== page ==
Tesco Boss Says Locally Sourced Meat Will Jump From 20% Of Stock To 90%

Tesco In Fresh Local Meat Pledge

Supermarket giant Tesco is to double the amount of fresh meat it sources in Northern Ireland.

Following on from his earlier pledge to work more closely with British farmers and have all of its chicken come from British farms by July, chief executive Philip Clarke said on Thursday that Tesco's new plan would see the amount of locally produced meat and poultry on supermarket shelves jump from less than 20% to more than 90%.

Speaking during a visit to Queen's University in Belfast, where he opened a new Institute for Global Food Security, Clarke said: "I am pleased to announce we are going to double the amount that we spend on buying fresh meat, pork and chicken from Northern Ireland farmers.

"Within the next few weeks we are going to be sourcing from less than 20% of the meat that we source locally to around 90%. And, we are not going to stop there. We are going to aim to get as close as we can to 100%."

Tesco already spends £500 million a year and stocks around 1,800 products from 90 Northern Irish suppliers.

However, after the horse meat scandal which has shaken consumer confidence in the food supply chain, customers are now more keen to know where their meat comes from.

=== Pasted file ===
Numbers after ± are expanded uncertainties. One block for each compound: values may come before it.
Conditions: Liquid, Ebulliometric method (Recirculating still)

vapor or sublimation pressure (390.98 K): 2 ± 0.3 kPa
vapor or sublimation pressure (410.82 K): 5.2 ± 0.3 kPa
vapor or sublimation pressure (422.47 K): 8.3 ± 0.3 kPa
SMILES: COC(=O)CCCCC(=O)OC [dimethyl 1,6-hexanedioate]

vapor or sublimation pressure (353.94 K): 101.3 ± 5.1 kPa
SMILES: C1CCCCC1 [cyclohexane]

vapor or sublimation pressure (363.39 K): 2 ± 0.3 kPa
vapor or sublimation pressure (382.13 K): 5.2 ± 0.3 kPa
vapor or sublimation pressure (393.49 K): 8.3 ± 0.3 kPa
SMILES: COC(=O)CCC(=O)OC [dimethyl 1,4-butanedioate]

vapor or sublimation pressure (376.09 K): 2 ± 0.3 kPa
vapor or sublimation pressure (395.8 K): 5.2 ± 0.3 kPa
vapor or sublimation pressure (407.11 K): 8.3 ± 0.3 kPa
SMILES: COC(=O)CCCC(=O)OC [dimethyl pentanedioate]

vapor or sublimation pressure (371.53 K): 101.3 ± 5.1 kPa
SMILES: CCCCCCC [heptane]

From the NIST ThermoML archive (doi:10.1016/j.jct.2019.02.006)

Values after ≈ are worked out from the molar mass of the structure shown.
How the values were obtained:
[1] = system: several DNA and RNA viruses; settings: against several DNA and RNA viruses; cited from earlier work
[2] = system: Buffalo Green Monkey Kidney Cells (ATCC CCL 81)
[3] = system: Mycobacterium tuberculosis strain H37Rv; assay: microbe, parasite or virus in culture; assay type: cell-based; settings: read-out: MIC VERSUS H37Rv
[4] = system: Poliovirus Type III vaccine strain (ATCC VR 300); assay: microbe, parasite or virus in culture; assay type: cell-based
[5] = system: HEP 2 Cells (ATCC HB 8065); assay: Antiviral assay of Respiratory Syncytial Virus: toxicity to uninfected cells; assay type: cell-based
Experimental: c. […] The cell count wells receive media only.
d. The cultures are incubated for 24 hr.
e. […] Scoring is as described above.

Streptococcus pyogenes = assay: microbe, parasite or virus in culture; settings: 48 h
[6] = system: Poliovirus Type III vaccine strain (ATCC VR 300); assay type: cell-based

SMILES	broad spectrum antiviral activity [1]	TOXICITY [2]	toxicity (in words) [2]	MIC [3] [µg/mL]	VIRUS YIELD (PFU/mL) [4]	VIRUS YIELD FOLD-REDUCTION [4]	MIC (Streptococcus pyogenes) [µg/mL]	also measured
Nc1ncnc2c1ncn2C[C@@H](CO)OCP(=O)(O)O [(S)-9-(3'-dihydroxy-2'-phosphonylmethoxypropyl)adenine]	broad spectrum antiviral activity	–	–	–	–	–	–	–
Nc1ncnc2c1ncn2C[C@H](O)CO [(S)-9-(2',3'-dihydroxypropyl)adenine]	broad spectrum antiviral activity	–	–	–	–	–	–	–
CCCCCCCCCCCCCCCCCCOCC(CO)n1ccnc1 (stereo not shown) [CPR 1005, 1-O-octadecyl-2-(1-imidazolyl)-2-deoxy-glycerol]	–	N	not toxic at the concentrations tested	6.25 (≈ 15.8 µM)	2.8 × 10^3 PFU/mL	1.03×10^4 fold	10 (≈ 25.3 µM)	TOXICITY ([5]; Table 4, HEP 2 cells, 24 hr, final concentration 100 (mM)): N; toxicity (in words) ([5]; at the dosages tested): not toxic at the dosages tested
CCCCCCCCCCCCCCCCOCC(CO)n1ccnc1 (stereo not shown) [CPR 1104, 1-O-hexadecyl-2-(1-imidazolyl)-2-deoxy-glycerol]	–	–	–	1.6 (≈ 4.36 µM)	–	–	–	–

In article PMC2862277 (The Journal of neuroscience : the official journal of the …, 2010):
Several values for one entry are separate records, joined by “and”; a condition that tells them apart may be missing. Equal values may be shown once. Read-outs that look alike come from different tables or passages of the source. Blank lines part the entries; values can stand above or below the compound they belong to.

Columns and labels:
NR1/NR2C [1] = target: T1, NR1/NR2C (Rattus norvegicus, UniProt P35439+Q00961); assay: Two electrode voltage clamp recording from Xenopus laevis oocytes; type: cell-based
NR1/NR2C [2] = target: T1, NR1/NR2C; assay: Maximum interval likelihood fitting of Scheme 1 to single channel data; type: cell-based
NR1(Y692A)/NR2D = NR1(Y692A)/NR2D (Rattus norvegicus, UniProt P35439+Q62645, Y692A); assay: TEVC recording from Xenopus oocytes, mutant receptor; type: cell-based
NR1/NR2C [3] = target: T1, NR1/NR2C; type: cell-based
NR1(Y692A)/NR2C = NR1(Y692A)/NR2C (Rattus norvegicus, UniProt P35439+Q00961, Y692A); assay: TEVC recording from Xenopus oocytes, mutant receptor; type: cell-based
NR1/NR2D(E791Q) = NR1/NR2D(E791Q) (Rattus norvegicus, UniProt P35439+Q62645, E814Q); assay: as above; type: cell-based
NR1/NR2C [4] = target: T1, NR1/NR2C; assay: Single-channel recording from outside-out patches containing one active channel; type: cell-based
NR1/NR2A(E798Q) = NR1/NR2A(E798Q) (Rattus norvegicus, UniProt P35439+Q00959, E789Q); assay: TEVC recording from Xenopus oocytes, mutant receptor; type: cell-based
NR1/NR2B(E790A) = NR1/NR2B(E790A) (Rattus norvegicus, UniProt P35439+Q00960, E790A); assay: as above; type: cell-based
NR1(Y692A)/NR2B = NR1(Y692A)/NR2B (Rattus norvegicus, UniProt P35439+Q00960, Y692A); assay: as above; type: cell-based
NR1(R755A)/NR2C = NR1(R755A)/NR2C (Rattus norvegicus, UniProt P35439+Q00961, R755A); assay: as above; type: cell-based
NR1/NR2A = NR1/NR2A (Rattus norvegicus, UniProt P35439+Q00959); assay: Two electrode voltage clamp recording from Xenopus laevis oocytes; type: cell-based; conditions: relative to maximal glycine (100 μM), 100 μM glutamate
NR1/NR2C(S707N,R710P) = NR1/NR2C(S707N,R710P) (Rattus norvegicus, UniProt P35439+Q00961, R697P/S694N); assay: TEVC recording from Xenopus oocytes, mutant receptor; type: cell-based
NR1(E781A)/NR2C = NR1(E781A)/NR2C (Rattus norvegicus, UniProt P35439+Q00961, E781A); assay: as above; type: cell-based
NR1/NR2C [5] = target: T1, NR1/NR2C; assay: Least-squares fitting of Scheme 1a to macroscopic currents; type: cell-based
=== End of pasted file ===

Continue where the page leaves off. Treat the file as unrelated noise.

"The food supply chain has got that bit more complicated and it leaves in it opportunities for people to be sloppy at best or to be fraudulent at worst. When all the inquiries are complete it is going to be very clear that there are elements in the supply chain who are seeking to adulterate products of all suppliers, retailers and manufacturers," Clarke continued.

"The work that everyone is doing now is to make sure that can't happen again, implementing the most comprehensive DNA testing regime that has been seen in the world."

Tesco also plans to provide extended contracts to give Northern Ireland farmers more confidence.

And in good news for customers, Clarke claimed the new quality-assurance measures would not push up prices.

"I don't really think they need to. I completely reject any assertion that cheap food means nasty food," he said.


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